I just finished reading The Secret Life of Bees by Sue Monk Kidd. For those who are regular GUIDEPOSTS readers, this name is very familiar. I had read a few of her earlier books, such as God's Joyful Surprise and When the Heart Waits, but was turned off from further reading when she started going further into "feminine spirituality."
That is an important point that I will get back to in a moment.
The Secret Life of Bees is the story of Lily, a 14-yr old girl growing up in Sylvan, South Carolina in the early 60s. She is tormented by a father who does not love her and the memories of her mother, who died tragically when Lily was four. In order to escape the present and make some sense of her past, she and her black "stand-in mother" Rosaleen make their way to Tiburon, South Carolina, and find refuge in the home of three black bee-keeping sisters.
The story is well-written and managed to keep my interest quite nicely. As far as fiction novels go, I think the author did a nice job -- good character development, good plot, and the ending "worked." There were some problems with the story, but on the whole I thought it flowed nicely.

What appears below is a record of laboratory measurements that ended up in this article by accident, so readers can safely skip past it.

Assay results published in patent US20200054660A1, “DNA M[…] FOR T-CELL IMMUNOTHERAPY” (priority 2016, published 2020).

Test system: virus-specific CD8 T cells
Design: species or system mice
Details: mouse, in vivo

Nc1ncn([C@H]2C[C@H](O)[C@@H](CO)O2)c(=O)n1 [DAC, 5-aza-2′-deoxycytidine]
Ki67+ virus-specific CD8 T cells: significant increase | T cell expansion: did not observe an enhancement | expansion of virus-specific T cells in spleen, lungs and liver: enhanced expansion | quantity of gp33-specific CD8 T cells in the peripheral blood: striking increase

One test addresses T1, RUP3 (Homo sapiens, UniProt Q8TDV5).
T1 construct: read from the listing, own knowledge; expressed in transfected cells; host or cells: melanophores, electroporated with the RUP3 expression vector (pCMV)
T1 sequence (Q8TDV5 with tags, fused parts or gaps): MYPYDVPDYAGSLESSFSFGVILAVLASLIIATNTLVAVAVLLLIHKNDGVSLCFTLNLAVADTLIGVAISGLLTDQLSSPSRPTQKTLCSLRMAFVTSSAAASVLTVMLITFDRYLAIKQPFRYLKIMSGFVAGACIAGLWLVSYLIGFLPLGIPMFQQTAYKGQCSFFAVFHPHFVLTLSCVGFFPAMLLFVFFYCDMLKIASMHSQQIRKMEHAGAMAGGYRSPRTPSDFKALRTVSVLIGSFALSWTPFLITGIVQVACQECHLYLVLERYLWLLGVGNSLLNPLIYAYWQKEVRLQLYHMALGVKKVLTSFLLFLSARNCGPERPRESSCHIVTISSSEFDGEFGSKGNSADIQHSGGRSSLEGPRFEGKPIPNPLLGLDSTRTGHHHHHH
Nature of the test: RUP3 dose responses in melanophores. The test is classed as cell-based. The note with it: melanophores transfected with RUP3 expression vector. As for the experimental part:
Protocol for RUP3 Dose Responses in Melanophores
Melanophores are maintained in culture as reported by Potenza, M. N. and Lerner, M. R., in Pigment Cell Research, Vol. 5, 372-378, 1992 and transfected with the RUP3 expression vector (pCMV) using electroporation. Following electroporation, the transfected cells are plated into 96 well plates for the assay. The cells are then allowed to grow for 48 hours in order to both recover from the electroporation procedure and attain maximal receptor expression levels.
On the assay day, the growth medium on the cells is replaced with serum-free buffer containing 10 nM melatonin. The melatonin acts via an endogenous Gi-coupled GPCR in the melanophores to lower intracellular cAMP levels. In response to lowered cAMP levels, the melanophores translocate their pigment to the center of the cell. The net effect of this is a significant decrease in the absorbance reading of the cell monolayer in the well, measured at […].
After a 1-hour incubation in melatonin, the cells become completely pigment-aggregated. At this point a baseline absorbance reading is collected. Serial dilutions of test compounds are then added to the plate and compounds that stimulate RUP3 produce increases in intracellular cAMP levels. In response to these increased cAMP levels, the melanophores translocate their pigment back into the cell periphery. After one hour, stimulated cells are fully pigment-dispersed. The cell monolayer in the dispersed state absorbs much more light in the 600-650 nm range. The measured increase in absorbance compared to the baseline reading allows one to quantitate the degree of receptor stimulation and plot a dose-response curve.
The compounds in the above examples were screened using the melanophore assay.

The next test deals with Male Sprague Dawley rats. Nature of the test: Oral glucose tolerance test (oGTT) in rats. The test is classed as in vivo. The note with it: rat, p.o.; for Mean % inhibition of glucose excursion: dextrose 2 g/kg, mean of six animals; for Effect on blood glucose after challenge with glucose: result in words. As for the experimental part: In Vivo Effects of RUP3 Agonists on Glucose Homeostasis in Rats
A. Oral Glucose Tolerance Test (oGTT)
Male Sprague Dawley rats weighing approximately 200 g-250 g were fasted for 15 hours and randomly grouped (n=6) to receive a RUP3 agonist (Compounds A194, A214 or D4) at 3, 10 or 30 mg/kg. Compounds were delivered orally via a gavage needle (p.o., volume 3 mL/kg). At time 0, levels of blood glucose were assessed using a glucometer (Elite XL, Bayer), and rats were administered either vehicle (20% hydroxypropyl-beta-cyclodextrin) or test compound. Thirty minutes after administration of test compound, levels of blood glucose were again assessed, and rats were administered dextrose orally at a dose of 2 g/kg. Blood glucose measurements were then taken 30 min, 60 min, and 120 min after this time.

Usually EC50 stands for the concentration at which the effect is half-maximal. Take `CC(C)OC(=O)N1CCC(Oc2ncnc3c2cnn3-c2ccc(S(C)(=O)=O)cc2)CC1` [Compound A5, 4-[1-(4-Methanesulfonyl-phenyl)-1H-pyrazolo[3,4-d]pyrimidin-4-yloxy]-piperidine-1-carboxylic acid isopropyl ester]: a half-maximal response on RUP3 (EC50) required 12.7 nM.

My problem, of course, relates to what I said at the beginning: feminine spirituality. The characters in the book have created a cult based on the Blessed Virgin Mary, in which they have elevated her to what I can only guess is some sort of feminine deity. It was very uncomfortable to see various aspects of Catholicism twisted -- in particular, the Eucharist -- and made part of this goddess worship. I understand that the author wanted to focus on the feminine, and tie it in with the life of bees (duh... hence the title); however, it was extremely uncomfortable for me to read and, for that reason, I can't recommend it wholeheartedly.